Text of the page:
Can Meditation Make You Happier?
It's hard to believe that anything could quell a late-night Rocky Road craving besides the cold, creamy stuff. But with enough practice, meditative techniques can kill that mindless urge to eat. Whenever you eye the breadbasket or pop open a bag of pretzels, a brief breathing exercise will help clear your head: Try counting your breaths up to four (innn, one, innn, two...), and then ask yourself, "Am I hungry, or am I eating for some other reason?" You build this habit the way you build a muscle, says Nina Smiley, PhD, who runs a four-day mindful eating retreat at the Mohonk Mountain House in upstate New York. Eventually, eating becomes a choice rather than a thoughtless habit.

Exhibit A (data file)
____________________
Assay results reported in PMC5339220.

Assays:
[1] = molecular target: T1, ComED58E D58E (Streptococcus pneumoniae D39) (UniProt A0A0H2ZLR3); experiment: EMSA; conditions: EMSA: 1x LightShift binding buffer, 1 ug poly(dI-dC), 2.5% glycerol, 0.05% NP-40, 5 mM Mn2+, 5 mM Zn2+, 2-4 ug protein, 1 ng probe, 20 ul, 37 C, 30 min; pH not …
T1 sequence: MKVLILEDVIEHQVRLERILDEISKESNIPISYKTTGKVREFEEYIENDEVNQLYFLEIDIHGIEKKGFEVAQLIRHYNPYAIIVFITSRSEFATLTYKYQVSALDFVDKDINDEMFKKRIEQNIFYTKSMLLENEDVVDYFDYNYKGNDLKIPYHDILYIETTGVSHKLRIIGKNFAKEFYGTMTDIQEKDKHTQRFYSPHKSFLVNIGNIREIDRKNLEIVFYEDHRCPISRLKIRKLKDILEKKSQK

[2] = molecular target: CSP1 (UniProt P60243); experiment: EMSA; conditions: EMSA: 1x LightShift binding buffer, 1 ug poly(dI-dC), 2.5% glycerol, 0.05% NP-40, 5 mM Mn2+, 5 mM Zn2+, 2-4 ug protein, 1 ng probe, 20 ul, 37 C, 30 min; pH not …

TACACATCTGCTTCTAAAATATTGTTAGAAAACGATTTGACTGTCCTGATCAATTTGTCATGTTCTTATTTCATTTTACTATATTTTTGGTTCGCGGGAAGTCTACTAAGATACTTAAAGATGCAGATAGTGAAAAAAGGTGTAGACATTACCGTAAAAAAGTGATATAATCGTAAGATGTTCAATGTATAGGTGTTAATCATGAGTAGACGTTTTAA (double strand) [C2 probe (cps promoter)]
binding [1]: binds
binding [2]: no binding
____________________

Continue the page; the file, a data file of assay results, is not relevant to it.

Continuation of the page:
How It Works
Breathing exercises can be combined with other techniques that help you reconnect to your physical self. "Most of us inhabit our bodies without really feeling them," Smiley says. She asks guests at her retreat to rate their hunger level from one to ten every time they eat, to practice tuning in to their natural cues. She also asks them to keep a food journal, in which they write down what they eat, when they eat it, and (most important) how they're feeling at that moment. Soon they should start to see patterns and change their behavior. For example, if you eat cookies simply to reward yourself, you might consider an alternative prize, like taking a candlelit bath. To book a retreat, visit Mohonk.com.
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